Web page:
“Imagine sitting up on a flat surface and having your legs stretched out in front. They told me when I could bend over and touch my nose to my legs, I was able to go home. That they promised. I think I almost made it. I used to be able to do it, but I can’t anymore.”
Little Peggy was woefully homesick for her mother during her six-month stay at the Kenny clinic. “When Mom could visit, she would take the train from Hannibal to Centralia, and she did that occasionally. I would write her letters, ‘If you will come visit me I will stay here one more week.’ I would negotiate with her.
“I know that no one else came to visit, in a town where we didn’t know anyone. I imagine Mom came once a month; not as often as I thought she should.
“I do not remember how I got home from Centralia. I don’t remember who picked me up. I was supposed to keep up my exercises after I got home, I was supposed to have shoes that had a soul built up on one side, because my left leg was a little more affected. I think I only had one pair of shoes like that. No one kept up, or made sure I kept up with exercises.”
Regardless, her recovery from polio was nearly complete. “Sister Kenny’s cure was right on target. I was aware that a lot of kids had braces from other hospitals, and usually had their braces for life, which enabled them walk or move, but not curing polio, basically like mine was.”
Peggy missed most of her second-grade year at Stowell School, but she didn’t miss out on her education. “I took school at the hospital, a certain amount of time every day. We would get to sit in a chair with an arm on it and do our school work, for which we were graded. I was able to pass the second grade by going to these classes.”
At mid-May 1948, she was released from the hospital and came home to Hannibal. “It was fun and exciting to come back, kinda of neat.” She visited her old classroom and schoolmates. “I only went a couple of days. I had already passed the second grade and advanced. After that I didn’t go to that school anymore. I started third grade at Mark Twain.”
Peggy has a theory of how she contracted polio. The summer of 1947 brought heavy flooding to Hannibal, and the area around the National Guard Armory was surrounded by water, which had backed up from Bear Creek. She played in the contaminated water, and believes she obtained the polio virus from that source.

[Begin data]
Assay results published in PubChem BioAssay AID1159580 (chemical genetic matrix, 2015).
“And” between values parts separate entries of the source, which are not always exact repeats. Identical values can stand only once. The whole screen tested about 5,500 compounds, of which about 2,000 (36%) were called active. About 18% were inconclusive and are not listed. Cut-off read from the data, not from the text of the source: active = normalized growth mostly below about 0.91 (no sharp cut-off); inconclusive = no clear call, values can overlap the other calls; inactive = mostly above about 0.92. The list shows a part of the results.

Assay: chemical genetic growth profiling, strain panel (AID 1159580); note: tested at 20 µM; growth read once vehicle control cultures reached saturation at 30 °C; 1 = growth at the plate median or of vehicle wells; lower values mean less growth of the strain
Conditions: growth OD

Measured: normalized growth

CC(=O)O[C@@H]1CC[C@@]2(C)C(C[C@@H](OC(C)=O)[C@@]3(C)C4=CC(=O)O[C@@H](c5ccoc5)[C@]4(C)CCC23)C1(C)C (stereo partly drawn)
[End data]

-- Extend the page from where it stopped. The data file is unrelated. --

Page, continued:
Vaccinations to prevent polio began to be made available to the public in the mid 1950s. By the time her children were born in the 1960s, Peggy made sure that they were protected. “When my kids were small I jumped on it, they just sucked on a sugar cube,” which contained the vaccine.
Just three months after Peggy’s treatment ended, Dr. Herbert Kobes, director of the division of services for crippled children in Illinois, said the Kenny clinic failed to meet standards set by the division’s professional advisory committee. The Daily Independent, Murphysboro, Ill., reported that the institution did not have services of an orthopedic surgeon and a pediatrician immediately available on a round the clock basis.
As the result of this finding, the state agency, which handled the referral of most Illinois infantile paralysis patients, would not refer polio patients to the Kenny clinic at Centralia for treatment.
In July 1948, the clinic had 27 patients, none of whom were referred from the state agency.
Without the referrals and subsequent state funding, there were few options for keeping the clinic open. That announcement was the beginning of the end for the Centralia polio clinic.
Peggy, who has lived in Kansas City, Mo., all of her adult life, has had few lasting effects from her bout with polio. But in 2013, at the age of 73, she contracted what she at first thought was a rebound of her childhood ailment. Ultimately, she was diagnosed with Parkinson’s disease, which, with the help of her doctor, is well controlled with a combination of medication and physical activity.
Ironically, Sister Elizabeth Kenny also contracted Parkinson’s disease. She announced that she had the incurable affliction in 1951, and died a year later, at the age of 72.